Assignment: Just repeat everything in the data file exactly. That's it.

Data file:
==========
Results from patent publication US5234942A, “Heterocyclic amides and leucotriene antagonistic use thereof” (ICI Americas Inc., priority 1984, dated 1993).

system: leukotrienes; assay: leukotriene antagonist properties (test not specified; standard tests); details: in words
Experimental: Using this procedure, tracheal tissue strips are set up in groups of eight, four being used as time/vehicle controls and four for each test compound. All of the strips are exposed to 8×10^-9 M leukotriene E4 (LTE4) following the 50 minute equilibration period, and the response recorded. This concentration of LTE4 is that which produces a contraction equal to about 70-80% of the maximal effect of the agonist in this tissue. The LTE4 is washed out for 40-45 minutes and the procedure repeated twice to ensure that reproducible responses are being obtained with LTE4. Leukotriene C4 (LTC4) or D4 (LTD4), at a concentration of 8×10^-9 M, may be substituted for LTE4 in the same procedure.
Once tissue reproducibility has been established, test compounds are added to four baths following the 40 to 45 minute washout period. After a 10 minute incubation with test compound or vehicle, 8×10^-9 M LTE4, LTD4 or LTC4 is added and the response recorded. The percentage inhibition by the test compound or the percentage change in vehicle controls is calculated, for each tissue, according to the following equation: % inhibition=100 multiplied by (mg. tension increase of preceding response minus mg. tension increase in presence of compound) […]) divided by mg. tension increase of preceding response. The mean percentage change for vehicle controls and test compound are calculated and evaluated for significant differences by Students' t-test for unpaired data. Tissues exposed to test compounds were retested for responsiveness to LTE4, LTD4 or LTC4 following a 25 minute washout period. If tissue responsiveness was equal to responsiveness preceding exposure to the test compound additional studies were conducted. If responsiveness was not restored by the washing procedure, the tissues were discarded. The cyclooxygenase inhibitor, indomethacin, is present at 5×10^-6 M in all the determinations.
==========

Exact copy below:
Results from patent publication US5234942A, “Heterocyclic amides and leucotriene antagonistic use thereof” (ICI Americas Inc., priority 1984, dated 1993).

system: leukotrienes; assay: leukotriene antagonist properties (test not specified; standard tests); details: in words
Experimental: Using this procedure, tracheal tissue strips are set up in groups of eight, four being used as time/vehicle controls and four for each test compound. All of the strips are exposed to 8×10^-9 M leukotriene E4 (LTE4) following the 50 minute equilibration period, and the response recorded. This concentration of LTE4 is that which produces a contraction equal to about 70-80% of the maximal effect of the agonist in this tissue. The LTE4 is washed out for 40-45 minutes and the procedure repeated twice to ensure that reproducible responses are being obtained with LTE4. Leukotriene C4 (LTC4) or D4 (LTD4), at a concentration of 8×10^-9 M, may be substituted for LTE4 in the same procedure.
Once tissue reproducibility has been established, test compounds are added to four baths following the 40 to 45 minute washout period. After a 10 minute incubation with test compound or vehicle, 8×10^-9 M LTE4, LTD4 or LTC4 is added and the response recorded. The percentage inhibition by the test compound or the percentage change in vehicle controls is calculated, for each tissue, according to the following equation: % inhibition=100 multiplied by (mg. tension increase of preceding response minus mg. tension increase in presence of compound) […]) divided by mg. tension increase of preceding response. The mean percentage change for vehicle controls and test compound are calculated and evaluated for significant differences by Students' t-test for unpaired data. Tissues exposed to test compounds were retested for responsiveness to LTE4, LTD4 or LTC4 following a 25 minute washout period. If tissue responsiveness was equal to responsiveness preceding exposure to the test compound additional studies were conducted. If responsiveness was not restored by the washing procedure, the tissues were discarded. The cyclooxygenase inhibitor, indomethacin, is present at 5×10^-6 M in all the determinations.